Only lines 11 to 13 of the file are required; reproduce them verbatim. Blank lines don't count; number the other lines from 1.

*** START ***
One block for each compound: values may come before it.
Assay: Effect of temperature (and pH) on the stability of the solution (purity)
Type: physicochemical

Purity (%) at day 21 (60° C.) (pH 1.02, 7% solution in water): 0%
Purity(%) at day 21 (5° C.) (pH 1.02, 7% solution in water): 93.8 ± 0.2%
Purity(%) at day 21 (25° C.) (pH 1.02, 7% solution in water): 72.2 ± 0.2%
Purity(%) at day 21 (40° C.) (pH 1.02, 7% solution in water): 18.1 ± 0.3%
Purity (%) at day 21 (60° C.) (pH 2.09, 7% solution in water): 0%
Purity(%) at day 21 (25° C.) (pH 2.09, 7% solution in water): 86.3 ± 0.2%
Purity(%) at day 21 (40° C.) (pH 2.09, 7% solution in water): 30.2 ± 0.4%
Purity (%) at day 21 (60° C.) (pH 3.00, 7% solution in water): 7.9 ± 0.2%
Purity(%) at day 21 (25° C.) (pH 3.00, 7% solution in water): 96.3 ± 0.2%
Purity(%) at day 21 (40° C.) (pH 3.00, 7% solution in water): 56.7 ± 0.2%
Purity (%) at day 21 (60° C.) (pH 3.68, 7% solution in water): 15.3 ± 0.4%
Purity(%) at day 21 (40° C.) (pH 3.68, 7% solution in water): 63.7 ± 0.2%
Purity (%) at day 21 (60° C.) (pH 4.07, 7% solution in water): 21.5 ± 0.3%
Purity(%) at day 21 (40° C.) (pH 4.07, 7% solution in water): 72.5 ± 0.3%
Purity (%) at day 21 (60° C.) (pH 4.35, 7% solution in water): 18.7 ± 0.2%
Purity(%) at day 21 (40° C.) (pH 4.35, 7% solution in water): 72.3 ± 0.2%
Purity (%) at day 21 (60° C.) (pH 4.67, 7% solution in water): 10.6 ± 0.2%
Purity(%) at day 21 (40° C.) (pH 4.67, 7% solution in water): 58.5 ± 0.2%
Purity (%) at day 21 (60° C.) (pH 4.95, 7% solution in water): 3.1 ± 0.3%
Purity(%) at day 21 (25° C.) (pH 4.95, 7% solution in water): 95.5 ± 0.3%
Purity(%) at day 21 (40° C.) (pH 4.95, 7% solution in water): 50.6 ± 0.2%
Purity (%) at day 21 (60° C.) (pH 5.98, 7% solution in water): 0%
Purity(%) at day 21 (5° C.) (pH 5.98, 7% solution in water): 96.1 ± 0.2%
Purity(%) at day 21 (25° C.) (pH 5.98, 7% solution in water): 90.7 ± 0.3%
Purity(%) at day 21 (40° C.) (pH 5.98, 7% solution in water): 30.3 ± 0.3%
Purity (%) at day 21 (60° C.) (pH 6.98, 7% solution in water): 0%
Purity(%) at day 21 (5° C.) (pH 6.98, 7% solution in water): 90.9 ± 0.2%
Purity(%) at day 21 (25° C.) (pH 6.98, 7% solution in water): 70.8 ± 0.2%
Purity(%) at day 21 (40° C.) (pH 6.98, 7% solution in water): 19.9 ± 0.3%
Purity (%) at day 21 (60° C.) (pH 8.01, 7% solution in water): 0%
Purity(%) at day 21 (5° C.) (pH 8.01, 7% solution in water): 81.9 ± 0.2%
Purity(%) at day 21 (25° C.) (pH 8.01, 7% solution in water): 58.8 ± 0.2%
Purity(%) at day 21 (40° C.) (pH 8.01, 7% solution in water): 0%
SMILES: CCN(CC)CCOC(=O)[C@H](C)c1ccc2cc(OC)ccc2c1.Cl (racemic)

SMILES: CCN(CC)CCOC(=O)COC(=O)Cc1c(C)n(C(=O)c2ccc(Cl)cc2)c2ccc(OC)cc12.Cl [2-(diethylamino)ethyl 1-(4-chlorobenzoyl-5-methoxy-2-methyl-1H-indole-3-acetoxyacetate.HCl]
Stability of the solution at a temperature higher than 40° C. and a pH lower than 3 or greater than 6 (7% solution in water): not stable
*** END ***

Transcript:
Purity (%) at day 21 (60° C.) (pH 3.00, 7% solution in water): 7.9 ± 0.2%
Purity(%) at day 21 (25° C.) (pH 3.00, 7% solution in water): 96.3 ± 0.2%
Purity(%) at day 21 (40° C.) (pH 3.00, 7% solution in water): 56.7 ± 0.2%